Executive Strategy Meeting
Jim: VP Engineering
Tanya: Head of Security
Matt: Application Security Lead
Jim: We are two weeks away from our next product. We have kept it quiet for competitive reasons, but this is our next billion-dollar bet. It is a social media app with geolocation capabilities and is open to all ages. Market research has been highly favorable, especially in teens. We are excited.
Angela: Great Jim, I know you and your team have done a lot of work on this project. Tanya, has your team completed the review? I am concerned about user privacy and Security.
Tanya: I was not aware of this project. Let me check with Matt.
Chidi: Angela, your concerns are valid. The project has not gone through any privacy impact assessment, to my knowledge.
Tanya: Matt has just updated me that he met the Architect on the project six months ago. The conversation was brief and mostly around that the design was not final. They agreed that they should reconnect again when they have finalized the design. We need to do both a Security Impact Assessment and Privacy Impact Assessment.
Jim: OK. Angela! We have a hard launch date here; as discussed in our 1:1, we have been working with marketing to get things aligned. We have to launch it just before the schools open. But we will work with Tanya’s team to get them whatever resources they need to get this done.
This conversation in some form happens in all organizations. The organizational, functional, and technology silos create partitions with unequal access to data, conversations, strategy, and team priorities. Creating what some refer to as “Chaos” — Not chaos, just business running at the speed of business. Teams often play catch-up with each other. There is an abundance of meetings to get everyone on the “same page.” Folks are often leveraging personal connections across the organization to stay informed. Not uncommon to be put in a difficult situation to meet unrealistic timelines requiring heroic efforts — we all have a proverbial “Brent” from the Phoenix Project in every organization. Over-reliance on human expertise and human connection and frequently failing to match the speed of business.
The workforce is experiencing identity confusion in their roles, especially in cloud-first organizations. Engineers act as DevOps and Security, DevOps; Security, Engineering and Security, DevOps, Engineering, etc. Engineering, DevOps, Security each role is expected to have the knowledge and skills to solve the challenges in other technology areas. Entry-level positions are mostly disappearing, and the barrier to entry is even higher. Organizations are competing for the same highly skilled resources driving the scarcity of human capital in the market and setting an unrealistic expectation for those starting their careers.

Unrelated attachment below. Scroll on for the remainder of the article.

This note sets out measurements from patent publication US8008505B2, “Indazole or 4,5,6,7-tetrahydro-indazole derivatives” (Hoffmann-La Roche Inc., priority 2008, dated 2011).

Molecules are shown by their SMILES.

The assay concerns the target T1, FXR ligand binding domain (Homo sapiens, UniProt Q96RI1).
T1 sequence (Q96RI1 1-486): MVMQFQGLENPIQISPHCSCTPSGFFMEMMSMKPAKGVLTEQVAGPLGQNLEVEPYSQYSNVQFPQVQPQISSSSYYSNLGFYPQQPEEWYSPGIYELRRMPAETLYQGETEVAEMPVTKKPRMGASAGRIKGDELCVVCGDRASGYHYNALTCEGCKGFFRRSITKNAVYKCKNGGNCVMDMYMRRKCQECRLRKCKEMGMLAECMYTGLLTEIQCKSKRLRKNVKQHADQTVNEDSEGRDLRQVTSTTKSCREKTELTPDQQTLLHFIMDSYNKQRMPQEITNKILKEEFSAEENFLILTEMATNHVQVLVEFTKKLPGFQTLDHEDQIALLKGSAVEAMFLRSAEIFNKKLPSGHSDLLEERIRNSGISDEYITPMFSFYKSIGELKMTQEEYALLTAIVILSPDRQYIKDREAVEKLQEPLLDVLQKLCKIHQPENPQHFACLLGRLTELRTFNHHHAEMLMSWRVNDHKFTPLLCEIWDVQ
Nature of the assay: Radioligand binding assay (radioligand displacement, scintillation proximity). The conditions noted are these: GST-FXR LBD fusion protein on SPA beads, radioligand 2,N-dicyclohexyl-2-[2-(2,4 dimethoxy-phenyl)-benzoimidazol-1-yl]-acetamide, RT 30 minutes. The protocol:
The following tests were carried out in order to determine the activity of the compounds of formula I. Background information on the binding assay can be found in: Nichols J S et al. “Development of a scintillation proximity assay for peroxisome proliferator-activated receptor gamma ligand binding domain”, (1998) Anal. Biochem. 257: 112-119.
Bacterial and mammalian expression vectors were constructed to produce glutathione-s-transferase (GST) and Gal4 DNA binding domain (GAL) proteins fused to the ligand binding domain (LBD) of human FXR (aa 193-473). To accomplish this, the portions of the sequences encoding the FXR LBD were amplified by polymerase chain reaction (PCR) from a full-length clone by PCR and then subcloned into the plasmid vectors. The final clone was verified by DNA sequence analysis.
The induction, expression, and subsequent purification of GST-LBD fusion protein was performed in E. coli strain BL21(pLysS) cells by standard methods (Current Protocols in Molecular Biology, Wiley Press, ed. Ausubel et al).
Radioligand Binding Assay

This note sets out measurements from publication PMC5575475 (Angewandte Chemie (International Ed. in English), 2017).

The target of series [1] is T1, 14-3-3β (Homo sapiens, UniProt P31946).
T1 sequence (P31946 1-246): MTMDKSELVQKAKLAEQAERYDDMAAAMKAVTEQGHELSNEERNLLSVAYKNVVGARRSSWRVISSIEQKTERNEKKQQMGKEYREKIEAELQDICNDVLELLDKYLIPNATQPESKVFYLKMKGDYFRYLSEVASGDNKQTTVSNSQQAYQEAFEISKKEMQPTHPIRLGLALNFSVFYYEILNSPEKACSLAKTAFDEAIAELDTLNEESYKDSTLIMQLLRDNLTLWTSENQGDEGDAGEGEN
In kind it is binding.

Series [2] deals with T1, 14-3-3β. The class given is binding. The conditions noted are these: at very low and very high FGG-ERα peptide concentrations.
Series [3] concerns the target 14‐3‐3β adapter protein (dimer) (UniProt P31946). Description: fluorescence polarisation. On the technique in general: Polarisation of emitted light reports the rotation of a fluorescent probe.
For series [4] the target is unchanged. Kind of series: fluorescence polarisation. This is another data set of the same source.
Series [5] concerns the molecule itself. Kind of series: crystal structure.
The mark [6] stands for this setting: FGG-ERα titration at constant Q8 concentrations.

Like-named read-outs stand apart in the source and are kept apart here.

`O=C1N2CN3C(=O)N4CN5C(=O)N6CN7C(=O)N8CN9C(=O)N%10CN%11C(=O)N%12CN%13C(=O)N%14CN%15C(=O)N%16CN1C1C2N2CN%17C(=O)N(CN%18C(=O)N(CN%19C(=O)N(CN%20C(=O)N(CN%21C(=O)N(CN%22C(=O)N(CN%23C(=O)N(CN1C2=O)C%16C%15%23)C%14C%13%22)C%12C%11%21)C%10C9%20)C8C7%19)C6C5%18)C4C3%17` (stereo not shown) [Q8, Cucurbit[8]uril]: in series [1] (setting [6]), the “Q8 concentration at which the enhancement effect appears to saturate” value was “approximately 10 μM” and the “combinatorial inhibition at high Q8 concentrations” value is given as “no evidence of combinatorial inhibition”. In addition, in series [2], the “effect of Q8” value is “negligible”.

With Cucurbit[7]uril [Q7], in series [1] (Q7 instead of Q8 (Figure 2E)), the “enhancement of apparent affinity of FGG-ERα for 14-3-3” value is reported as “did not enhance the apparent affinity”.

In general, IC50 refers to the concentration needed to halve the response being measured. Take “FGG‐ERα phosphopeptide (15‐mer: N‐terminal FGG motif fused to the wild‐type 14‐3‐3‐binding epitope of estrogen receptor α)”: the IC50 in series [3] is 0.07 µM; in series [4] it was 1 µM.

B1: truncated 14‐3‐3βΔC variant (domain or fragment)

The unequal access to data and decisions creates silos that significantly hamper the organization’s productivity and gets amplified as organizations grow. This is the current state; this exists in most organizations.
Take a leaf from the political process on how democracy works. Unequal access to information creates unequal access to decision-making and adversely affects how society operates. The first step is to provide people with the information that can help them understand all sides of the problem, potential solutions, and then choose the solutions that would address the most concerning issues. Everyone participates in improving society. Everyone plays a role at the same time.
Envision a capability that can bridge across these silos. All this starts with getting the foundations right. Real-time visibility across the environment — tracking all the business assets and enriching them with the data that is useful for decision making, criticality, risk, data type, regulatory scope, people, other dependencies. Everyone within the organization can gain access to the data, functionality, artifacts at the same time. People who need to know are informed about the changes as they happen to connect with others in time — having access to data, configurations, and artifacts without asking others for it. Assurance does not have to ask Engineering for the latest Architecture diagram for GDPR compliance. Engineering and Security do not need to request DevOp/SREs to get configuration details about the Cloud Environments; DevOps and Engineering do not rely on expert security advice to triage design, configuration, and production-level security concerns. Engineers get to do their threat models, view their applications, and manage their risks when ready. DevOps can view an application’s architecture, know its components, plan for performance, reliability, and availability, and perform security tasks. Security is alerted to new projects as they get started; they can automatically generate threat models and focus on high-value tasks — everyone is empowered through access to data, abstracting out complexity. Assurance, risk management, program management, and strategic planning are data-driven, all coming from a common source. There are fewer meetings, more visibility; people new to the organization can still be effective as they give access to data and functionality that makes their tasks more manageable. Things move faster, and we find peace in the chaos of the business by being one with it. Get it done with Cybersecurity Oberverability.
This is Democratizing Cloud and Security — We are perhaps bold, but this is the future.
Ahsan Mir is CEO of Rapticore, a cybersecurity startup. Ahsan has extensive experience in security operations, incident management, and leadership. He enjoys reading, trail running, climbing, and feeding birds. He can be reached on LinkedIn.